The old Contessa lay in her massive bed looking as though death was about to pay her a formal visit. She was propped up by many pillows beautifully edged in the finest bobbin lace. In her right hand was a fine coral and gold rosary. A nurse, a nun and an old monk were attending her. She had received the last rites and had blessed all her six children asking them to love each other and remain united for her sake.
The next morning at 6 a.m. as the Angelus bell chimed Maria Veneranda Eugenia started her great trip into eternity. She expired in the company of her three attendants – the nurse, the nun and the monk. Her last words whispered to the bearded old Franciscan friar were, “The earrings.”
“Please explain,” the monk had begged, but nothing more was forthcoming. He questioned the nun, and then the nurse, but none knew what the old lady had been talking about.
The monk then asked to see Giordana the trusted old maid. “Giordana,” he said, “the Contessa has passed away. Please send messages to her children to come. The nurse and the nun are attending to the body. There is something else that I wish to say to you, so please come straight back.”
Maria Carla the Contessa’s unmarried fifty-year-old daughter walked solemnly into the room. Without a tear, she approached the great bed. She knelt down for at least two minutes and then, bending over the bed, she kissed her dead Mother’s hand, the hand that held the rosary. As she left the room she acknowledged nobody.
Giordana returned shortly after. She told the monk that she had organised messages to be sent to the Contessa’s children. “Now,” she said, “what is it you wanted to tell me?”
The old monk, using his intuition, asked, “Where are the earrings?”
Giordana said, “They are safe.”
The room soon started to fill up with those members of the family who lived close by. Maria Carla was back – more maids, Giovanni the odd-job-man, the undertaker also arrived, another cleric, an important one this time – a monsignor.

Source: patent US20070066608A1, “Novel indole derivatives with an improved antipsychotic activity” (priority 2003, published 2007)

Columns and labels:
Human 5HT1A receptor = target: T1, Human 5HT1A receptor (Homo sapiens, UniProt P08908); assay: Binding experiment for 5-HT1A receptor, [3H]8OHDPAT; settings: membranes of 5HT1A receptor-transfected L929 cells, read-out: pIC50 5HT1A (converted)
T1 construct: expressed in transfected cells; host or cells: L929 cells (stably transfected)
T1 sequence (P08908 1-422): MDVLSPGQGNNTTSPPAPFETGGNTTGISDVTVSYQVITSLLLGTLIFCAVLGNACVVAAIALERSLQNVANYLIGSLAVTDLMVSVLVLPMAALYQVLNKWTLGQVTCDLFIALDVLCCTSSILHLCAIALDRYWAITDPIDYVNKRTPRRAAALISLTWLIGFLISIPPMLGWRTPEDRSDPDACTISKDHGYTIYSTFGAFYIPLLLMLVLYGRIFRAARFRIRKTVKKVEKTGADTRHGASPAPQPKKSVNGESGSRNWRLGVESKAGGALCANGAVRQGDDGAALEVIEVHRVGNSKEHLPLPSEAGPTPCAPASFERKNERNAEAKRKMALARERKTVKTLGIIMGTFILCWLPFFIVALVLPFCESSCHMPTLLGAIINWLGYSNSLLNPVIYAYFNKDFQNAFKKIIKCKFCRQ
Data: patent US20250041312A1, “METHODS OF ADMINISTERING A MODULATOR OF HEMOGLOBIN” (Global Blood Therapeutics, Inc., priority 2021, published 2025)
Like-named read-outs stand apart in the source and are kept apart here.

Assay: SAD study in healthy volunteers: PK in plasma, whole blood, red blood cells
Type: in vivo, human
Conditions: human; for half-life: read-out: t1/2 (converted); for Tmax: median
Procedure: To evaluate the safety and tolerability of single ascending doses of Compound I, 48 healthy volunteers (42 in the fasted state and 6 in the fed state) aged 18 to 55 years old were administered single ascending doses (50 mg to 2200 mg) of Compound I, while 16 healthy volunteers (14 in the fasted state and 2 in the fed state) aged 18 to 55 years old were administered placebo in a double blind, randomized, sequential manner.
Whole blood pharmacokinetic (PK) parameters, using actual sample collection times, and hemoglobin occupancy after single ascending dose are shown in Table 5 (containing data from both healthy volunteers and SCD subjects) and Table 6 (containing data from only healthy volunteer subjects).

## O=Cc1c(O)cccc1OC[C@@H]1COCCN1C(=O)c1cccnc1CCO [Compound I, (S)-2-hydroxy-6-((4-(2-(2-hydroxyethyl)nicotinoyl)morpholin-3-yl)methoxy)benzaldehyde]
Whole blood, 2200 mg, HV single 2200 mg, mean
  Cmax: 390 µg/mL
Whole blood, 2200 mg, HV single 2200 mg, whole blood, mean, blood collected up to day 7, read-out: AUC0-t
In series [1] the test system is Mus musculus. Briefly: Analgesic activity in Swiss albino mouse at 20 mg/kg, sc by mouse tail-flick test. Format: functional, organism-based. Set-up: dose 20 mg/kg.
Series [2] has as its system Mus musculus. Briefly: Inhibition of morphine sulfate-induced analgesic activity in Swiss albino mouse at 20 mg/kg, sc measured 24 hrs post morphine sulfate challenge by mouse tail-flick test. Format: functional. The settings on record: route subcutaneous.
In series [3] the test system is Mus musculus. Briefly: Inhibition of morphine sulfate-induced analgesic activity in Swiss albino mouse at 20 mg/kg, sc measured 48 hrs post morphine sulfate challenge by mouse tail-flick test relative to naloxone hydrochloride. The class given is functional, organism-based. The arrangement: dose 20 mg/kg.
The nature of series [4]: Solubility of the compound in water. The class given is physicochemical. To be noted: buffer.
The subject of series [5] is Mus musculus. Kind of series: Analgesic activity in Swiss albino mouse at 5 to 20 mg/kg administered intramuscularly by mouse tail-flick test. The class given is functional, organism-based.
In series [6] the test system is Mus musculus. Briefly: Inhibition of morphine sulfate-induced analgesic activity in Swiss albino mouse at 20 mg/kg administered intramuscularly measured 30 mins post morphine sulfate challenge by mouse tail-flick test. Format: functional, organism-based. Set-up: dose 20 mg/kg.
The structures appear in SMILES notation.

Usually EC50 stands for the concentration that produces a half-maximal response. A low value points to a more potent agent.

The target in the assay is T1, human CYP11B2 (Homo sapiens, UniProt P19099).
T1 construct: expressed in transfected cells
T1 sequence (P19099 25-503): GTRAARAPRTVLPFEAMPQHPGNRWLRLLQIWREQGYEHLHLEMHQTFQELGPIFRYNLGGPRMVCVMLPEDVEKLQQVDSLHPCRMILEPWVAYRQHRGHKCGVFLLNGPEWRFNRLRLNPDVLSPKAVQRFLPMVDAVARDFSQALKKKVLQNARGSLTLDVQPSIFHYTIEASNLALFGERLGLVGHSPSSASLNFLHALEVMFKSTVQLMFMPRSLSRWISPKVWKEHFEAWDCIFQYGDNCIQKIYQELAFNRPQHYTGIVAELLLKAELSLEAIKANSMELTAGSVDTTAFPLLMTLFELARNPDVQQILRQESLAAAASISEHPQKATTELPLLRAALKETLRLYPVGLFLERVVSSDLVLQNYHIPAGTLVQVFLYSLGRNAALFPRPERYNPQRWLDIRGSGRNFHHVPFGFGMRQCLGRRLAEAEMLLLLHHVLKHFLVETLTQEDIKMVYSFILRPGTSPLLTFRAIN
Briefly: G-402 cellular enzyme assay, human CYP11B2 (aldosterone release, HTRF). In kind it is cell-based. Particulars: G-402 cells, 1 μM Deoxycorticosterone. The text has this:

Soon Maria Veneranda Eugenia’s body would be moved into the finest room in her palazzo and the public allowed to visit.
The funeral was attended by both the Sovereign’s and the Bishop’s representatives among a great assembly of Maltese society. The old Contessa was eventually laid to rest in the family vault at St Dominic’s Priory in Rabat.
Two weeks later Notary Onofrio Frendo Bardon requested a meeting with the heirs for the opening of the will. Maria Veneranda Eugenia had made a secret will which was registered in Court. The Notary had made the application, and the procedures were conducted without any complications or delay. That Tuesday morning the whole family was gathered at the late lamented Contessa’s palazzo and the notary had started reading.
“The Palazzo del Ferro and the fields which I own that surround it I leave to my beloved son Stefano. … The remainder of my immovable property is to be divided equally among my children. … Before dividing my chattels, I leave the long gold gran’spinatt chain to my only unmarried daughter Maria Carla together with my diamond feather brooch. … the large rosetta ring I bequeath to my daughter-in-law Maria wife of my son Stefano.” After a number of other bequests including something for the god-children, the maids and for masses for her soul, came the surprise.
The notary continued, “I order my executors to present the large diamond earrings which were given to me by my grandmother Marchesa Eufemia and originated in the estate of Gran’Balì Frà Antoine Marie de Rochefoucaud to the Procurator of the Chapel of St Charles built by our ancestor Carlo Pandolfo Borg de Ribera. They are to be affixed to the ears on the painting of the Madonna della Grazia by Mattia Preti known as the Cavaliere Calabrese.”
There was a gasp of dismay among the distinguished audience. One of the in-laws was heard to mutter, “She had no right to do this – he got round her – no wonder he came so often – I never trusted him.”
Her will ended with the words, “May God have mercy on my soul.”